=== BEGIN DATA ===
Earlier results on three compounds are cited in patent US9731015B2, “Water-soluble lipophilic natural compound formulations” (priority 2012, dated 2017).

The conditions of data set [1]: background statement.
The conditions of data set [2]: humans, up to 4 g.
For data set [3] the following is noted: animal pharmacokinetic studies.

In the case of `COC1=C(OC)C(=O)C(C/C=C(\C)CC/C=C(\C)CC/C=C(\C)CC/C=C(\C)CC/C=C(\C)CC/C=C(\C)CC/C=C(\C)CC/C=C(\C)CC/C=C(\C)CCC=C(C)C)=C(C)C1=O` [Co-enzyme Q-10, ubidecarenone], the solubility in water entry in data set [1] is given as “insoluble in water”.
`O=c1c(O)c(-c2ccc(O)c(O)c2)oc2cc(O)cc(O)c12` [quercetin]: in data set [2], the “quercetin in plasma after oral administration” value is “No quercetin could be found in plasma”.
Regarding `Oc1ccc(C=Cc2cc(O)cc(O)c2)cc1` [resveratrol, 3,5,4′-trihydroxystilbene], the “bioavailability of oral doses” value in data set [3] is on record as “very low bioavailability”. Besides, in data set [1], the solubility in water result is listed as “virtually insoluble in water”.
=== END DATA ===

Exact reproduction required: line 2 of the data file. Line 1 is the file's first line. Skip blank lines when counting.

The conditions of data set [1]: background statement.